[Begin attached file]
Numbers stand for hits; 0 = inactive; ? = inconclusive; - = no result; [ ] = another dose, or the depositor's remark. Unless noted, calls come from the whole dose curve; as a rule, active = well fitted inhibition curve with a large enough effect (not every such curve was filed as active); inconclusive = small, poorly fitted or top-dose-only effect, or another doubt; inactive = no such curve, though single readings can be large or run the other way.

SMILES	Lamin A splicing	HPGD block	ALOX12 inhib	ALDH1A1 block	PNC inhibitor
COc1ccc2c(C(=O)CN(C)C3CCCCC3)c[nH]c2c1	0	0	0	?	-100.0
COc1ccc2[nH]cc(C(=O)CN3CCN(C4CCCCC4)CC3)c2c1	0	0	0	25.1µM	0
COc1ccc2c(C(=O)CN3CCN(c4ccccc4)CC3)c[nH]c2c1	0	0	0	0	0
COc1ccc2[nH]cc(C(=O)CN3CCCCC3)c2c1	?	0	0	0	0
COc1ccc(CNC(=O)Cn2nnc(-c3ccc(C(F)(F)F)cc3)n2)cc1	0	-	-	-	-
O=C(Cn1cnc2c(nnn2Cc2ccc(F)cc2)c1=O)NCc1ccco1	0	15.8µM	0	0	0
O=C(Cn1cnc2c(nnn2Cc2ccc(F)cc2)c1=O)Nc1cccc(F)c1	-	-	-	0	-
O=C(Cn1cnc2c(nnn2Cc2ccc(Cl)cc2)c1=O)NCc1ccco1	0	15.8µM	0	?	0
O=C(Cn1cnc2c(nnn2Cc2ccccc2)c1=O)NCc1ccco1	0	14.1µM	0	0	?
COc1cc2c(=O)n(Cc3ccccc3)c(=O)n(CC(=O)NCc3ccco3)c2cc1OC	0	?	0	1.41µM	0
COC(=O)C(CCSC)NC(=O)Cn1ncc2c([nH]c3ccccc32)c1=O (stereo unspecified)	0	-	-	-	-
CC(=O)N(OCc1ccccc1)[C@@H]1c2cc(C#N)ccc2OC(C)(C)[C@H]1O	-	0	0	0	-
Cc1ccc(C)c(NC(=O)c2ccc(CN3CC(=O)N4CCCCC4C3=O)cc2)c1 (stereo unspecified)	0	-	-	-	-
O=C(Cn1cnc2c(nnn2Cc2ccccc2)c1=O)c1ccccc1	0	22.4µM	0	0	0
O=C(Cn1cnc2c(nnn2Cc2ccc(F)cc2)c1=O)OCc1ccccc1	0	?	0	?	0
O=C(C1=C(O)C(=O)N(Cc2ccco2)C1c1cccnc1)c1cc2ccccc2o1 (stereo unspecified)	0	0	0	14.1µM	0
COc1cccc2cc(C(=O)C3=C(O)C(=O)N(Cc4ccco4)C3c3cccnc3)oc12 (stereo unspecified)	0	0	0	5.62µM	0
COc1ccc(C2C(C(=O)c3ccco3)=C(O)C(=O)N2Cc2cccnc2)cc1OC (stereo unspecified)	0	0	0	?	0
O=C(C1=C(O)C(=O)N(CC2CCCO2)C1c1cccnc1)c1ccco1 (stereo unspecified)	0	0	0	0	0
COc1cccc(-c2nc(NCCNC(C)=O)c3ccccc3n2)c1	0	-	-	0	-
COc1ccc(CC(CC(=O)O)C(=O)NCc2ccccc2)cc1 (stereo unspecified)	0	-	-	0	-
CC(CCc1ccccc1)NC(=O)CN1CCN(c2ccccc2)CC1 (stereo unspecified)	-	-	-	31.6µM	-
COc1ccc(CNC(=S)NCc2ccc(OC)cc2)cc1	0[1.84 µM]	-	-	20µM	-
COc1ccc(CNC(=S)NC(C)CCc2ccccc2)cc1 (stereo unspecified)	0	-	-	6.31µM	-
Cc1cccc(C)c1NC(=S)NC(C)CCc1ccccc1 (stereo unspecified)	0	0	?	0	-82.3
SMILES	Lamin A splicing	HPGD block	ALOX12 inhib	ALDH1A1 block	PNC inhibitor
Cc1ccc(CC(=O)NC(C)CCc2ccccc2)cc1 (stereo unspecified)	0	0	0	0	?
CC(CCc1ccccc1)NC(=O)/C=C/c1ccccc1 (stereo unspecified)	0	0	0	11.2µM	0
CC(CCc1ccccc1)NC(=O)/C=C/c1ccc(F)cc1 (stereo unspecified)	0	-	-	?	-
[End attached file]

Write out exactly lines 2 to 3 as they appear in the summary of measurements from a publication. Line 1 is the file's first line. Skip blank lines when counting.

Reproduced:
SMILES	Lamin A splicing	HPGD block	ALOX12 inhib	ALDH1A1 block	PNC inhibitor
COc1ccc2c(C(=O)CN(C)C3CCCCC3)c[nH]c2c1	0	0	0	?	-100.0